In Search of the Etruscan
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Little is known of the Etruscans, a people who sprang to importance in the 8th century BC. At the height of their power, their influence spread from the Po Valley to Campania, even encompassing ancient Rome, which defeated them in the 3rd century BC. The Etruscans' demise may be partly attributed to their ephemeral attitude towards life on this earth, which led them to build their homes of wood and clay. On the other hand, their tombs were built to last forever, which is why a trip through Etruria is one of the most interesting archeological excursions you can take in Italy.

Beginning in Rome, drive 28 miles north on the Aurelia (SS1), along the edge of the wild campagna romana (Roman countryside). Your first stop is Cerveteri, where you can visit the Museo Nazionale in the piazza. Take a quick look at the displayed tomb finds, if you like, but be aware that there is better yet to come. Do buy a museum ticket, because it also admits you to the necropolis, which is about a 1-1/4-mile drive from the piazza (follow the signs marked Necropoli Banditaccia).

This is a cemetery like none you've ever seen: a real town with streets and squares lined with massive tumuli and rectangular tombs cut into the rock. The tombs are marked with phallic symbols for men and houses for women. Be sure to see the Tomb of the Capitals, which will show you what an Etruscan home looked like, and the Tomb of the Reliefs, decorated with painted stucco reliefs of weapons and household items.

[Winged Horses]
Back on the Aurelia, you can stop in the pretty seaside villages of Santa Severa or Santa Marinella for lunch at a seafood place. Then continue another 20 miles northward to Tarquinia, where you'll want to visit the church of Santa Maria di Castello. Next, head for Piazza Cavour, site of the 15th-century gothic palace that houses the National Museum. On display here is lots of gold jewelry, a specialty of the Etruscans, and the pièce de resistance, an exquisite near-life-size pair of winged horses from the pediment of a local temple. This is one of the greatest Etruscan masterpieces ever discovered. Before leaving the museum, inquire about joining a group to visit the tombs the next morning.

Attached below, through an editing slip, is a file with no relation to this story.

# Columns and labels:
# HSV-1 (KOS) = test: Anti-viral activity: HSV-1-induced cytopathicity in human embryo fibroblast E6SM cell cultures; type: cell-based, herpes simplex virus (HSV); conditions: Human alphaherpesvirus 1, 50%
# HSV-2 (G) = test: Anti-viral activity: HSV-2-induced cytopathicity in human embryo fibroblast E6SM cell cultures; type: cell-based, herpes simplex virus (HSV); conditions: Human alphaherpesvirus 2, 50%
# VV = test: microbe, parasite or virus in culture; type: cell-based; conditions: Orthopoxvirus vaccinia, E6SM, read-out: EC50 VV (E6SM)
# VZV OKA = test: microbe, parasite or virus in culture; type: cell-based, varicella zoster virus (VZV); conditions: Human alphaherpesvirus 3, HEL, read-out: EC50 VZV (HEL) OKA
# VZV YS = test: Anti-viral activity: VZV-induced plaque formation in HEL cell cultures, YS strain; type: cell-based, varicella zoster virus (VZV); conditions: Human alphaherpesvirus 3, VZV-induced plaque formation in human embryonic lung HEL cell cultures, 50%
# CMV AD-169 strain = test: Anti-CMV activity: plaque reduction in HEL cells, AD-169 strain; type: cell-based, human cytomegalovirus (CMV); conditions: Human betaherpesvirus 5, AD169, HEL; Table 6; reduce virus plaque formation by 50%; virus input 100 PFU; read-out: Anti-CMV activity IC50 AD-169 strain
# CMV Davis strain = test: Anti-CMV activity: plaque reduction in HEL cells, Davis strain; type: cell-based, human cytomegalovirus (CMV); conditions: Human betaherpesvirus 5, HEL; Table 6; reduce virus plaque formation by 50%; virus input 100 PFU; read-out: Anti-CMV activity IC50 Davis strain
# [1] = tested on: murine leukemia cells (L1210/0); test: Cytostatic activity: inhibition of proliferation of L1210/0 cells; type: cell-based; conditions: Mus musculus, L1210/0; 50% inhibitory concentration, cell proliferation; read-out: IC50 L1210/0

[Tomb's Mosaic] The tombs of Tarquinia are so different from those you saw at Cerveteri, you may wonder how the same civilization could have created them. Where Cerveteri was dour, eery and massive, Tarquinia is fanciful, saucy, sometimes even bacchic. The tombs are hidden underground, accessed through small holes cut into the earth, and there are thousands of them. It's impossible to say which tombs your guide will take the group to, because they are opened in rotation to save the magnificent and delicate wall paintings that adorn them, giving a better idea of what life was like in Etruria than any scholarly tome could hope to do.

From Tarquinia, take the ancient Via Cassia north for a couple of miles, then turn east and travel 15 miles along the country road until you reach Tuscania. This is some of the most desolate, poetic countryside in Italy, and Tuscania is a beautiful Etrurian walled town. Heavily damaged in the earthquake of 1971, it has been rediscovered and gentrified by Roman weekenders, and boasts more interesting tombs (ask at the National Museum in Piazza Madonna del Riposo). Also worth a visit here are the exquisite 11th-century churches of San Pietro and Santa Maria Maggiore. Both have lovely carved altars, pulpits and façades. For lunch, try La Palombella, a family-run place where game is a specialty.

[Vulci] The last leg of your trip takes you on country roads to Canino (about 12 miles), then following the yellow signs, it's three miles more to Vulci. There are more tombs to view here, but the real attraction that makes a drive to Vulci worthwhile is the museum in the Castel di Badia, an impossibly picturesque 12th-century castle replete with a tiny moat and a humpback bridge. What a romantic sight this is, lost in the barren countryside once inhabited by a mysterious people who achieved some of their greatest glory 2500 years ago.

From Vulci, either head to Montalto di Castro and then take the Aurelia back to Rome, or retrace your steps to Tuscania and continue to Viterbo, a medieval papal town worth visiting.

Most of the tombs and museums are closed Mondays, Sunday afternoons and, in winter, every day after 2 p.m.

La Palombella restaurant is at Via Canino 23, Tuscania, tel. 011-39- 761-435419. $35.-45./person.

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